Literature and Reading: Depending on my student’s skill level, I do not normally do a formal reading program for 9th grade. If they are reading well, I will often search for an 9th grade literature book lists and let my student choose books off of that. I’ve found that they tend to enjoy reading more when they can pick something they’re interested in as opposed to doing a more structured reading curriculum. We still do comprehension practice with all of our reading units. That said, here are a few more formal curriculum choices to get you started.

  • IEW Literature: Students put literary analysis skills into practice as they study and write about great works of literature. They offer American Literature, British Literature, World Literature as well as novel writing and others.
  • Abeka 9 Literature: Abeka offers a literature unit for your 9th graders that includes popular literature as well as a compilation of selections based on pioneers, pilgrims, patriots, professional athletes and other famous people. They include quizzes, speed tests and comprehension tests as well.
  • BJU Press Literature 9: BJU offers a literature curriculum for 9th graders that is a compilation of stories, poems, and essays from a variety of authors. Each one includes a critical thinking section to help students with comprehension and critical analysis of what they’ve read as well.
  • Book Shark: We used this curriculum from our options program last year. And while I didn’t love all of the books, there were definitely a good selection to choose from. The curriculum also comes with a history section, so you can use this for both history and reading. They also have a full curriculum selection which includes other subjects as well, however we just used the reading portion. Since this program was free for us through our options program it was a good addition to our homeschool. However it can be quite expensive if you were to purchase the curriculum new. If you are interested in this program, I would probably try to get the TM used online, then get a hold of the books from your local library or used if you can find them as well.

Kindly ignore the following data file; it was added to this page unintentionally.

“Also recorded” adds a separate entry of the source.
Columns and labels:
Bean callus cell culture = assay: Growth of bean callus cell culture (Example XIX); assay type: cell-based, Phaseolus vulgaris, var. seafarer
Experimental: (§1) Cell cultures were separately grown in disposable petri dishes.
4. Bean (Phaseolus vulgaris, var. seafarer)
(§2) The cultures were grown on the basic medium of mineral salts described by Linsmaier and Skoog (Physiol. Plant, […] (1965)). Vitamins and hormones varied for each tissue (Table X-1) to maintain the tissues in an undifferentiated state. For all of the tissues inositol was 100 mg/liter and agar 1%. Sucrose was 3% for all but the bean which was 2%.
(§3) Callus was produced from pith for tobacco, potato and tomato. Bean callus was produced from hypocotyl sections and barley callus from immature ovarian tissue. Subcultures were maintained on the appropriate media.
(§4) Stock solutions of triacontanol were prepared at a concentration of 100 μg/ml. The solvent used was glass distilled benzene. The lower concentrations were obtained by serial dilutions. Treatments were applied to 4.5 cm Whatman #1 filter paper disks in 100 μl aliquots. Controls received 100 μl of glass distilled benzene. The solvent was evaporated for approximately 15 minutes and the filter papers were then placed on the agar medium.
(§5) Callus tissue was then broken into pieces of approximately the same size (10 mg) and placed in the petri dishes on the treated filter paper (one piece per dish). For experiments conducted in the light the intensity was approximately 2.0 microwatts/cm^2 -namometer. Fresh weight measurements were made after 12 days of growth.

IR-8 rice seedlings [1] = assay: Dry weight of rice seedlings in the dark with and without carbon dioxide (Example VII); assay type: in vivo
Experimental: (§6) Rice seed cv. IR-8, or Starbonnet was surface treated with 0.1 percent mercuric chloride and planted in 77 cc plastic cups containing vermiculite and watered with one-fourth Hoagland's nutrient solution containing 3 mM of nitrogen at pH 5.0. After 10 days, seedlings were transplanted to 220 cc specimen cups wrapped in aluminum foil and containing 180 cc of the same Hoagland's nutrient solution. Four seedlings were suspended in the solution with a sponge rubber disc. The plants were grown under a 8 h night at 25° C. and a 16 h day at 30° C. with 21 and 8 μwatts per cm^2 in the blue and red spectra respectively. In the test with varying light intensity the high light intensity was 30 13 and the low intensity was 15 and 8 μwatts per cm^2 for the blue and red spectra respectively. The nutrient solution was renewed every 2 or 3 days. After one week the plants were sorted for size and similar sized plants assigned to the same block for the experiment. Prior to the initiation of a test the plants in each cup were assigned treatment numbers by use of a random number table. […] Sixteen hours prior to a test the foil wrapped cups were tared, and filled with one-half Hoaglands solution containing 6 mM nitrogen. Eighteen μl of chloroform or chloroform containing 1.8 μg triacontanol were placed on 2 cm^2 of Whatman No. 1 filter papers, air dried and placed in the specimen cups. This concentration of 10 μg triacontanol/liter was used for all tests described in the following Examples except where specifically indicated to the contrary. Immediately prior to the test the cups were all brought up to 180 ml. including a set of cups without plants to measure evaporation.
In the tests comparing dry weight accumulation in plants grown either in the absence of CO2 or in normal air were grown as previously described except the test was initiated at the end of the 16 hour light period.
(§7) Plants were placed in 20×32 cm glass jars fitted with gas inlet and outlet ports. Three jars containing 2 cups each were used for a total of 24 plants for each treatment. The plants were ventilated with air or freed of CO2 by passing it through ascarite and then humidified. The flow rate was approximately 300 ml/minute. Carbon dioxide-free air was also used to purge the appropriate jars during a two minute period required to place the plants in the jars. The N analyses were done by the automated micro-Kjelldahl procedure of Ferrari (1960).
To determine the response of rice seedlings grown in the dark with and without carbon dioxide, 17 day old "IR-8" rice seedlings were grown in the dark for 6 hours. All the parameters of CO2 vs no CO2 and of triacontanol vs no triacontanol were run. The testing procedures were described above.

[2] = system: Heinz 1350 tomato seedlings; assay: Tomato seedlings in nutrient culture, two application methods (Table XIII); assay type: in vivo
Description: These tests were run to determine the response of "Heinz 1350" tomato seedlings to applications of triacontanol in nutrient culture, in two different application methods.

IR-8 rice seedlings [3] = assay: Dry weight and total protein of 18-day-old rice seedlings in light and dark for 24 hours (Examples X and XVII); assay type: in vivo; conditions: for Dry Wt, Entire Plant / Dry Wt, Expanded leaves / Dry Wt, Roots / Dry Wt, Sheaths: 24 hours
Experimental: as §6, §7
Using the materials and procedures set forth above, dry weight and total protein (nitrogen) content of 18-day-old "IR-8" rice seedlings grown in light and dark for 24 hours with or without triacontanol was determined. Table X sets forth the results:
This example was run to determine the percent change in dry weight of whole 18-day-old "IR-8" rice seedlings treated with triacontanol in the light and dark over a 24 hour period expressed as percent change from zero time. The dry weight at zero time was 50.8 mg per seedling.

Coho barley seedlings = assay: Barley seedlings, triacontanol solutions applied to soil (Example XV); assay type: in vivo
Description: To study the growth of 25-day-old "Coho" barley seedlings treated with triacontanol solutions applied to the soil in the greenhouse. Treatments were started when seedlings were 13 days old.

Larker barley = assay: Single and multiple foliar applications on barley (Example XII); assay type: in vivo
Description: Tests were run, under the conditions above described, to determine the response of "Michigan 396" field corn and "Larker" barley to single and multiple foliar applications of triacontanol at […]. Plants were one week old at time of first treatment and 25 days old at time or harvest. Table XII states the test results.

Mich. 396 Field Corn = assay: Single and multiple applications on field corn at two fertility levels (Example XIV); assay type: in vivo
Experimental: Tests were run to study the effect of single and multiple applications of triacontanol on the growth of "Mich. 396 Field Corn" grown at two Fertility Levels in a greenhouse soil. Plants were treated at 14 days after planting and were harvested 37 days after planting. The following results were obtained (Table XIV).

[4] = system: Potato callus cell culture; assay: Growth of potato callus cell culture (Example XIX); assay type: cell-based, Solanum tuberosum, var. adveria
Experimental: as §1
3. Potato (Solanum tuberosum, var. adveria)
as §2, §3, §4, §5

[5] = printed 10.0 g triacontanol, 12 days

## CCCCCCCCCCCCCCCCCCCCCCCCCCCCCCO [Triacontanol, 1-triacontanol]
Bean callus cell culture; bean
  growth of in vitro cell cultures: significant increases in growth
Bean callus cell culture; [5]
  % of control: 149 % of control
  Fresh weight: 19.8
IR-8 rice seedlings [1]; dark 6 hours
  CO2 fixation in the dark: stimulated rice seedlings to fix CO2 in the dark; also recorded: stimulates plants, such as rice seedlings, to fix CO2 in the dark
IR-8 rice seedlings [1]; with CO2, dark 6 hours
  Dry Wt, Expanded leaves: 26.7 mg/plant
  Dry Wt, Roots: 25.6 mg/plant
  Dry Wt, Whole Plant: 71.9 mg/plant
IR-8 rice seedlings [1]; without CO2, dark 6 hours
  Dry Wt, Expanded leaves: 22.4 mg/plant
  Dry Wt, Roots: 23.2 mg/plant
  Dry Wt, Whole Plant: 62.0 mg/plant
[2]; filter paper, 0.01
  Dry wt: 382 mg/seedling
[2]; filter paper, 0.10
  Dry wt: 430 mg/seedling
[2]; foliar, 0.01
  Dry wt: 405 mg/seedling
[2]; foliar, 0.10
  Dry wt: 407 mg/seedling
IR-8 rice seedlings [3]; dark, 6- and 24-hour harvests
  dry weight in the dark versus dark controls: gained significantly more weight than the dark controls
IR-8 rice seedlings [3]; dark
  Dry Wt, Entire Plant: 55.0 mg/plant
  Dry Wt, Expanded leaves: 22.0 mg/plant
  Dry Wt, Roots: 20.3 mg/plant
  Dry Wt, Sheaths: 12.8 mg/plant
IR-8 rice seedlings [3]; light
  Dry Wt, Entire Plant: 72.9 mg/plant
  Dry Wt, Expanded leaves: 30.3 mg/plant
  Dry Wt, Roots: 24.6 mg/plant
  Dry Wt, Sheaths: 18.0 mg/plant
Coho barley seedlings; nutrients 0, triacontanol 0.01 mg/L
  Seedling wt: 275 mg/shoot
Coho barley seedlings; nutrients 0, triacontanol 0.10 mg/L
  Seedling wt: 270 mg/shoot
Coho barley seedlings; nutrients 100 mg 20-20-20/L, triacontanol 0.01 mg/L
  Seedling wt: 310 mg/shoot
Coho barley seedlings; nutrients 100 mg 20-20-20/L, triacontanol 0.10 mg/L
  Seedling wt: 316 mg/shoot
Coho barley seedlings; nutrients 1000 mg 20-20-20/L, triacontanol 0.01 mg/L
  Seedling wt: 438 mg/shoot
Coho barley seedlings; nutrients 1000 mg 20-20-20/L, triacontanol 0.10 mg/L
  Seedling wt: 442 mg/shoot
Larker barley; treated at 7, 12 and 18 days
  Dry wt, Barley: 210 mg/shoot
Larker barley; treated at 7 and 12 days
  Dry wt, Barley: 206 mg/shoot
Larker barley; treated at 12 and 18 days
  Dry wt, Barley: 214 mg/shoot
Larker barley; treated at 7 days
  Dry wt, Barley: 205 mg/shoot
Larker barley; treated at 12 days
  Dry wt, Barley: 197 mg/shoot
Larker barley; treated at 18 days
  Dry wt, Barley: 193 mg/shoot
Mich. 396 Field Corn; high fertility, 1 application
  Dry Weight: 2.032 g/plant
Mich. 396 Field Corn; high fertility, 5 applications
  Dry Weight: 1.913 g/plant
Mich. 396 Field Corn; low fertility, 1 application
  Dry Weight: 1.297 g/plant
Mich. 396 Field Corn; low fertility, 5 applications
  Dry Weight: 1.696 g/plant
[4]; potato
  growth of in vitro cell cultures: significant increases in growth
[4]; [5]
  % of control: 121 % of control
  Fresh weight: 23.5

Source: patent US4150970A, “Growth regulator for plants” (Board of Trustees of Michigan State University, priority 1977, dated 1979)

• Music lessons: Instrument lessons depending on child’s interest. We’ve also done Teach Yourself Piano, private lessons, guitar, etc. I will say that the Teach Yourself Piano is a great starting point, but if you want to progress you’ll want to move onto private lessons at some point. The lessons are short, and students learn songs right away which is a nice motivator. They do label your keyboard with number stickers then later on letters which help students learn.



  • The Rainbow Science: The Beginnings Publishing house has a great high school level science curriculum complete with labs. We used this for 8th and 9th grade and have so far enjoyed it. You can see my full review of The Rainbow Science curriculum here.
  • Abeka Science 9: Abeka science is also a good option if you’re looking for easy short lessons with not much fuss on your part. There are a few experiments included, though the curriculum as a whole is not that hands on. I do like that it is fairly independent work for your student and teaches them basic study skills where they can learn how to read a text, take notes from that and then prepare and prepare for quizzes and tests on their own. Lessons are short and to the point, and you really don’t need much prep work. It does cover an overview of a variety of topics in one year which is nice, and like I said it’s fairly easy with little prep work for you. I usually get the TM, student text, and any accompanying flashcards, quizzes, and activity sheets. You can often find Abeka used, so check used sites before buying new! Abeka also offers online courses as well.